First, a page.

If you said yes, cut the macho posturing bullshit out. You are lying. None of us would. Because it is NOT our place to use that term in any context. Blame your ancestors (who, somewhere along the line, were racist douchebags, as every Caucasian was at some point), accept that it’s just a word you can’t say, and keep it moving with the literal billions of other words in the English language. Cut out the “it’s just a word, bro” bullshit, and the flimsy “but the Irish were enslaved too!” arguments; just don’t say the shit. Regardless of their circumstances or surroundings, a white person discussing when it’s appropriate to use the N-word is the equivalent to a bunch of virgins discussing their favorite sex positions; we will never, ever truly understand how hurtful, frustrating and anger-inducing that word can truly be.

David Banner explains it better than I can: 

Of course, Bronson is far from the first white rapper to use the N-word in his music. Underground legend Cage used the word pretty heavily in the early stages of his career, before completely removing it from his vernacular and switching up his look, from long white tees and sharply-cut fades to “skinny” jeans and long, greasy hair. He’s apologized for putting on what he called “a minstrel show” in the past and has made efforts to separate himself from his past as an artist. Insane Clown Posse affiliates Twiztid and Blaze Ya Dead Homie (yes, they’re all Caucasian underneath that face paint) have also used the word in their music on multiple occasions. They’ve never released a public apology or really discussed it in interviews, but apparently they’ve stopped using it over the past decade.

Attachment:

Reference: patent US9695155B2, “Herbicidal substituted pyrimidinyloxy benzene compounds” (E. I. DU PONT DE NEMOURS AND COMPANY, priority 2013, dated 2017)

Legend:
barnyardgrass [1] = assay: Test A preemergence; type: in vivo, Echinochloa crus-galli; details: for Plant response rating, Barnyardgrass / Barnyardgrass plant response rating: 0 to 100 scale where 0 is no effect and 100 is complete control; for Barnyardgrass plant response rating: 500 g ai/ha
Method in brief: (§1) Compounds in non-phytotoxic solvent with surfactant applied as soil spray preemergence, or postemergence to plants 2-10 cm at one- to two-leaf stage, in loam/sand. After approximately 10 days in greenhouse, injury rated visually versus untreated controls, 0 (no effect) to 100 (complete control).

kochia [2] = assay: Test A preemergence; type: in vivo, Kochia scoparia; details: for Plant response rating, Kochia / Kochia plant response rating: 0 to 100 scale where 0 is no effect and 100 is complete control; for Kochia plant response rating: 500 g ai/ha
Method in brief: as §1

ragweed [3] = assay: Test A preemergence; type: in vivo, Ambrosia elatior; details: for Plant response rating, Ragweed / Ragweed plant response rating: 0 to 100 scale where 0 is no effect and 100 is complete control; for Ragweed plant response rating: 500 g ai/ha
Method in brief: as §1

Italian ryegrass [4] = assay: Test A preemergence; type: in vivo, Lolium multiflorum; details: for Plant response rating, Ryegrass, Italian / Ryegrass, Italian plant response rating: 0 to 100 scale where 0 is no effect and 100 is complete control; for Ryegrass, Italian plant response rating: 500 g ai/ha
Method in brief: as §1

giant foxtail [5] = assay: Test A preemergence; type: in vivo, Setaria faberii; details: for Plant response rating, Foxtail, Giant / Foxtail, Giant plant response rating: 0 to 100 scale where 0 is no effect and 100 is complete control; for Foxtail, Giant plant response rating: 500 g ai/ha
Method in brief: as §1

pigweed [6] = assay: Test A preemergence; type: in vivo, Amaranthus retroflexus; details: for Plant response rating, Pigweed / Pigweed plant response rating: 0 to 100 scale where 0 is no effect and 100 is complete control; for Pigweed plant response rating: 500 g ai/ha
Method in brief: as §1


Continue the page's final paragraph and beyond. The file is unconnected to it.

Note: I don’t know for sure, as doing research on that would involve listening to a lot of their music. I’m good on that, fam.

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A much bigger example of white rappers using “nigga” in their music would be Emi-fucking-nem, the most successful Caucasian hip-hop artist of all time. It’s well documented that Marshall Mathers has used the term a few times in his younger years, before stardom hit. He’s apologized for this at length, and hasn’t uttered it in any of his music for about 20 years now. One has to assume from tracks like this one where he refers to his best friend Proof as “my nig” that he was surrounded by Black folks who gave him “the pass”, much like Bronson was. But again, that doesn’t make it ok; Em realized that as he got older, wiser and a hell of a lot more famous. His apology for using it seems to have been a sincere one, and more accepting of the fact that he was wrong, despite whatever allowance his friends gave him to say it, than Bronson’s “sorry” was.
He also issued a lengthy apology for an overtly racist diss track towards black women (inspired by being dumped by one) that he made when he was 16, but that’s another tangent for another piece. The bottom line is, he knows he fucked up as a kid, and has made the appropriate efforts to correct it and prove his worthiness as a participant in hip-hop.